Tuesday, May 31, 2011

Noses and Noggins, Diplomas and Gardens


I am still so amazed at how quickly the month of May passed by, and our family had quite an eventful month. We had many changes. Some were good, and some were…well, not so great, but we survived! At the beginning of the month, we got to experience the fun of seeing my first novel released. My children had fun throwing me their own little book release party and we dined on pizza, soda, and donuts while watching their favorite movies. I have to admit, it was the BEST release party ever! I also had my very first book signing. My sister spent the day sitting by my side and we had a fantastic time visiting with everyone!

Mother’s Day, came and went, and I have to say, it wasn’t an easy day for me. My children and husband spoiled me and I couldn’t have been more grateful for such a wonderful family. However, the loss of my own mother weighed heavy on my heart. I’ve missed calling her, spending time with her, and as the days continue to pass, I feel the loss more deeply.

 The weather began to warm, and my kids and I enjoyed spending more time outdoors. BUT—with the coming of warm weather, we’ve also experienced an increase in injuries. My boys, as many of you know, are only 14 months apart. This makes for some interesting times in our house. They love to wrestle, climb trees, throw rocks and play ball, and their little sister is determined to keep up with them. We’ve had bumped heads, bloody noses, fat lips, scraped knees and even lost a toenail along the way. 
This month, we’ve also inherited a puppy. His name is Sarg. He is a little Boston Terrier pup and it’s been quite an adventure for our family. We have never had animals indoors and trying to potty train a dog and a two-year-old at the same time is, needless-to-say, very—VERY—difficult. But my children have had a great time with their new dog and so we press on!
We’ve spent a lot of time hiking and we finally got to have our very first hot dog roast of the season. We love to roast hot dogs up Santaquin Canyon and most evenings you’ll find us up at “our” spot near the gate. My dad has come to spend some time with us as well, and we’ve had many adventures rock hounding in the desert. We planted a mini garden, with peas, sunflower, pumpkins and corn and the kids are so excited to see their plants grow.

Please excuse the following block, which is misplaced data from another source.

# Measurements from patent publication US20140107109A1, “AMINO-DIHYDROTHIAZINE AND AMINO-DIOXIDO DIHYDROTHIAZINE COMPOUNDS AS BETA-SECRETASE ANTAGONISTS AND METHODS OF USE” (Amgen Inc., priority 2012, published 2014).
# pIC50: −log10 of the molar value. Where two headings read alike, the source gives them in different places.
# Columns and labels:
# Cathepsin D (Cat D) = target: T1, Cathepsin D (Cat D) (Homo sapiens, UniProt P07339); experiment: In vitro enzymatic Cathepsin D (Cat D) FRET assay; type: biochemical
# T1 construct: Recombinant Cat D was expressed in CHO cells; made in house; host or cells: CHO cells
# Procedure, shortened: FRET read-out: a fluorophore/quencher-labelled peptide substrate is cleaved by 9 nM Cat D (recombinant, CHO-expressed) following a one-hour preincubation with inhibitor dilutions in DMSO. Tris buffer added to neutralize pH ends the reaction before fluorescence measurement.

At the end of the month, my boys got to graduate! My oldest graduated kindergarten and I loved watching him “Walk” for his diploma!  My youngest son graduated from preschool and I had so much fun watching my little boy in his gown, hat, and tassel while he sang and hopped about the stage. 
Our family has had a busy, busy, month, but we are so excited for summer and we’re looking forward to many more adventures!


 Every Spring my grandparents grow the most amazing rhubarb garden. One of my favorite things to do was cut a stalk and eat it raw. I'd pucker up and enjoy the tart
experience. However, my taste buds have recently "matured" and I find that eating rhubarb is a much more pleasant experience when you add loads of sugar. After many failed attempts, I finally discovered this amazingly yummy recipe and I thought I'd share. So here it 

 Rhubarb Strawberry Crunch


  • 1 cup white sugar
  • 3 tablespoons all-purpose flour
  • 3 cups sliced fresh strawberries
  • 3 cups diced rhubarb
  • 1 1/2 cups all-purpose flour
  • 1 cup packed brown sugar
  • 1 cup butter
  • 1 cup rolled oats


  1. Preheat oven to 375 degrees F (190 degrees C).
  2. In a large bowl, mix white sugar, 3 tablespoons flour, strawberries, and rhubarb. Place the mixture in a 9x13 inch baking dish.
  3. Mix 1 1/2 cups flour, brown sugar, butter, and oats until crumbly. You may want to use a pastry blender for this. Crumble on top of the rhubarb and strawberry mixture.
  4. Bake 45 minutes in the preheated oven, or until crisp and lightly browned.

Nutritional Information open nutritional information

Amount Per Serving  Calories: 253 | Total Fat: 10.8g | Cholesterol: 27mg